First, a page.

Susan Werner at Coronado

Singer/songwriter takes stage at 8 p.m., Friday, March 30

Singer/songwriter Susan Werner will perform at the Coronado Theatre at 8 p.m., Friday, March 30.

Tickets are $25 and can be purchased at the Coronado Theatre box office, charge by phone to 815-968-5222 or online at

Werner’s performance is in conjunction with the March 6 release of her CD The Gospel Truth.

As the Chicago Tribune wrote, Werner is “One of the most innovative songwriters working today.”

In summer 2006, Werner attended the Chicago Gospel Music Festival in her adopted hometown for the first time. The overwhelming, ecstatic energy of the event prompted her friend Kenni to remark: “Wow, is there a way you can get all this joy, but without the Jesus?” This honest, questioning comment sparked a creative odyssey that led Werner to pews in more than 20 churches across the United States in search of The Gospel Truth, a groundbreaking, independent collection that may just be the world’s first agnostic gospel recording.

Tapping fearlessly into the zeitgeist of contemporary American religious culture, the 11 songs on The Gospel Truth are both heartfelt and incisive, biting yet optimistic, drawing from Werner’s own personal spiritual questions to engage the Christian community at large. Addressing those tough universal doubts that even fundamentalists surely have but wish to God they could verbalize, Werner seeks common ground with her traditional religious counterparts in finding solutions to the issues that divide America.

A farm girl, raised in a large Catholic family in rural Iowa, Werner spent years caught in the spiritual middle between a healthy religious skepticism and a true appreciation for all that Christianity means to millions of people in the United States.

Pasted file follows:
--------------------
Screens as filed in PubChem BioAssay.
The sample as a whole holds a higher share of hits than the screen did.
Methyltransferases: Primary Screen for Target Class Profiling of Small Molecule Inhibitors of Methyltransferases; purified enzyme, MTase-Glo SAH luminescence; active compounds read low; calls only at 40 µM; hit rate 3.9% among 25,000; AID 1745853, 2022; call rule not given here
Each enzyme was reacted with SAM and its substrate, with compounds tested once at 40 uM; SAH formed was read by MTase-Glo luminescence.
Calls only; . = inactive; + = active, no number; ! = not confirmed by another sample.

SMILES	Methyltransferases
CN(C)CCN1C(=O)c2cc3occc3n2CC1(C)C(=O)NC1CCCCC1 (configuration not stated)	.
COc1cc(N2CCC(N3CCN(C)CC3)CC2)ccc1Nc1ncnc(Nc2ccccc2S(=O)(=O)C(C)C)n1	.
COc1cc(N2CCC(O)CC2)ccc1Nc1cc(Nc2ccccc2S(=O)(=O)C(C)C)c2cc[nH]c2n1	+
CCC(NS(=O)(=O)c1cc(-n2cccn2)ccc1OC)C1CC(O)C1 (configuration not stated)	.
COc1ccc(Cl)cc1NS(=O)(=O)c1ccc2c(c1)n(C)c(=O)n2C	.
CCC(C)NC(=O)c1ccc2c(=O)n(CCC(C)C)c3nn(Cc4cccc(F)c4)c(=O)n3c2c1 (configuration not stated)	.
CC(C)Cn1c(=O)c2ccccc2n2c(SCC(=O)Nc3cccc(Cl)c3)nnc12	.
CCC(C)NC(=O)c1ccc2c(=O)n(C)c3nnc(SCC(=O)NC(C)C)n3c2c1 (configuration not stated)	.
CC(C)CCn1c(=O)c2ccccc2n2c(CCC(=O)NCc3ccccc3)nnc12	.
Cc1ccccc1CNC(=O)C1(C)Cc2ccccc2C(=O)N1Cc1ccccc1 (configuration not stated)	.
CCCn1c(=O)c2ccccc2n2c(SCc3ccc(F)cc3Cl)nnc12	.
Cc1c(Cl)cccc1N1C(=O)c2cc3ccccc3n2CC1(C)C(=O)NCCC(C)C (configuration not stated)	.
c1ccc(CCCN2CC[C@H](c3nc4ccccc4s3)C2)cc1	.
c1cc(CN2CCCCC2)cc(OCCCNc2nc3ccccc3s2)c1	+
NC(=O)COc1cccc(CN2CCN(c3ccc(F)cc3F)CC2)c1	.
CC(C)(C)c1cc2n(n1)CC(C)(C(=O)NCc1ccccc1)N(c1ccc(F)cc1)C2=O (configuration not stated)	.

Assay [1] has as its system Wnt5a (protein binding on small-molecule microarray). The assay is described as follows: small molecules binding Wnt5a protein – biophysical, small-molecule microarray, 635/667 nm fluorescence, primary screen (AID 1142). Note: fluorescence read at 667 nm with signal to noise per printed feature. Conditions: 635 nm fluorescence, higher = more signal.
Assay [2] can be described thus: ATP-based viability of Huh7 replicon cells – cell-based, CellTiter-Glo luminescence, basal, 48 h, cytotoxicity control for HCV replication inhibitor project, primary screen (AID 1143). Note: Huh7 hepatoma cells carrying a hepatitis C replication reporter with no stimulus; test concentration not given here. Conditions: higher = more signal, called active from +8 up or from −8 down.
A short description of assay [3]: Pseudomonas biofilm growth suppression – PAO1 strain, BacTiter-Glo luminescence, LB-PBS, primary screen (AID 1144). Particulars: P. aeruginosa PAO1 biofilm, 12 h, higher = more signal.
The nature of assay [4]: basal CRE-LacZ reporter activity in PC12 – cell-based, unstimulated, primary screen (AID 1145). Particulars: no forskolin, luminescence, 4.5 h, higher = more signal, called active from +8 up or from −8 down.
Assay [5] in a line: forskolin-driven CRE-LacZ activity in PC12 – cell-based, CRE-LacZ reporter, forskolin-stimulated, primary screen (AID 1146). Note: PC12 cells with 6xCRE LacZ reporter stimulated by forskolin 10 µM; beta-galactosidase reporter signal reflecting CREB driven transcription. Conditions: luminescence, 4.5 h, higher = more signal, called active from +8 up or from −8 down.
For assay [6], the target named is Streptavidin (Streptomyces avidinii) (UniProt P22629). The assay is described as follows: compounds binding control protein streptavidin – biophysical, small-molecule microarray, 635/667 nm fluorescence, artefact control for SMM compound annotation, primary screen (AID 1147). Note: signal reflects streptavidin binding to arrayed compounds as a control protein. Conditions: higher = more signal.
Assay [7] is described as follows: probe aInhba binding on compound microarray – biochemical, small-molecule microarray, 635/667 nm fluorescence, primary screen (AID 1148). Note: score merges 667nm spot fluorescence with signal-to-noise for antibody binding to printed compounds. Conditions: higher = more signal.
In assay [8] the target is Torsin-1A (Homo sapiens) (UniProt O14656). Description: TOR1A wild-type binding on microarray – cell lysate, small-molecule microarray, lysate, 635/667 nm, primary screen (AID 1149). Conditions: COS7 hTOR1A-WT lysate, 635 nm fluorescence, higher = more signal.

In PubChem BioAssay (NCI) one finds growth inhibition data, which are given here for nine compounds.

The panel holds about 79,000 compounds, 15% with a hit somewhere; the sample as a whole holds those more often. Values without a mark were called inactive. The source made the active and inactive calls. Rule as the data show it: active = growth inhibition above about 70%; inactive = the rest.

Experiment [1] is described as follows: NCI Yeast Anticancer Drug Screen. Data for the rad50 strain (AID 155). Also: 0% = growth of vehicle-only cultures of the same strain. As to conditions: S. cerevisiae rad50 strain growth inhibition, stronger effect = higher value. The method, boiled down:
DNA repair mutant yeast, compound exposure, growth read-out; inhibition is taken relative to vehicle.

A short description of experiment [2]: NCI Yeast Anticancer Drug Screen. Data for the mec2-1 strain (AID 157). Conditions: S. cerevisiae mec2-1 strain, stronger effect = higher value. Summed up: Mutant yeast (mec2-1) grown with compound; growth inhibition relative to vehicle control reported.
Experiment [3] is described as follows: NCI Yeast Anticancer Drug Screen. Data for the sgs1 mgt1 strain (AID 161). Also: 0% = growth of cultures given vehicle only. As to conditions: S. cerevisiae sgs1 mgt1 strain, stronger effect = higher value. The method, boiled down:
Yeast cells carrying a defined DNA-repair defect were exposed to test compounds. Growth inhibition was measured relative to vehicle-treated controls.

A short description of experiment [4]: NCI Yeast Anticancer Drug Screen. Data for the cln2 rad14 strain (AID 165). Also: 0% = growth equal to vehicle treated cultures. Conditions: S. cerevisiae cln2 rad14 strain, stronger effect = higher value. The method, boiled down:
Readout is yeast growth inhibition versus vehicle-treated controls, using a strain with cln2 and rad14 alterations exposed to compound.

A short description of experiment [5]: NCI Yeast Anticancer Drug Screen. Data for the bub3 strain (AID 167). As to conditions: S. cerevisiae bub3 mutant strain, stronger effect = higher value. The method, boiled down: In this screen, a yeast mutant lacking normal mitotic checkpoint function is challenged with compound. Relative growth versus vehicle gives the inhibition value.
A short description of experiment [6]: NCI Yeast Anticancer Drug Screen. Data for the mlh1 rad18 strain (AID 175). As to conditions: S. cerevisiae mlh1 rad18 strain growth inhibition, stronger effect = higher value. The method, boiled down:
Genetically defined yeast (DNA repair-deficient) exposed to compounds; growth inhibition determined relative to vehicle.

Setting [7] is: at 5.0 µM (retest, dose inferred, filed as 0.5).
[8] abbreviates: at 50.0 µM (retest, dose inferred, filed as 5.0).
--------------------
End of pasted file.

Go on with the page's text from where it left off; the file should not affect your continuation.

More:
“For me, The Gospel Truth is the most American of Americana projects,” Werner said. “My personal doubts aside, religion gives us much of our energy as a nation, and is a source, I think, of the beautiful naiveté we have about truly being a force of good in the world. It’s part of the American personality. And I don’t necessarily feel I have to get right with God, but I figure we have to somehow get all right with God because God’s not leaving American life any time soon.”

Werner’s first step in getting at that truth is “(Why Is Your) Heaven So Small,” a pointed barb at the hypocrisy of “one way to heaven” religiosity. Producer Glenn Barratt sets Werner’s Appalachian gospel melody amidst groove-driven drums and sitars, which takes the song, as the singer sees it, “from Kentucky to Katmandu.”

Werner mines the Bible’s important passages about social justice in the sing-along, hand-clapping rouser “Help Somebody,” while on the soul-searching, choir-backed ballad “Forgiveness,” she questions loving one’s enemies when they use religion as justification for discrimination and oppression. And Werner’s neo-traditional bluegrass composition “Did Trouble Me” affirms the importance of conscience in a well-lived life.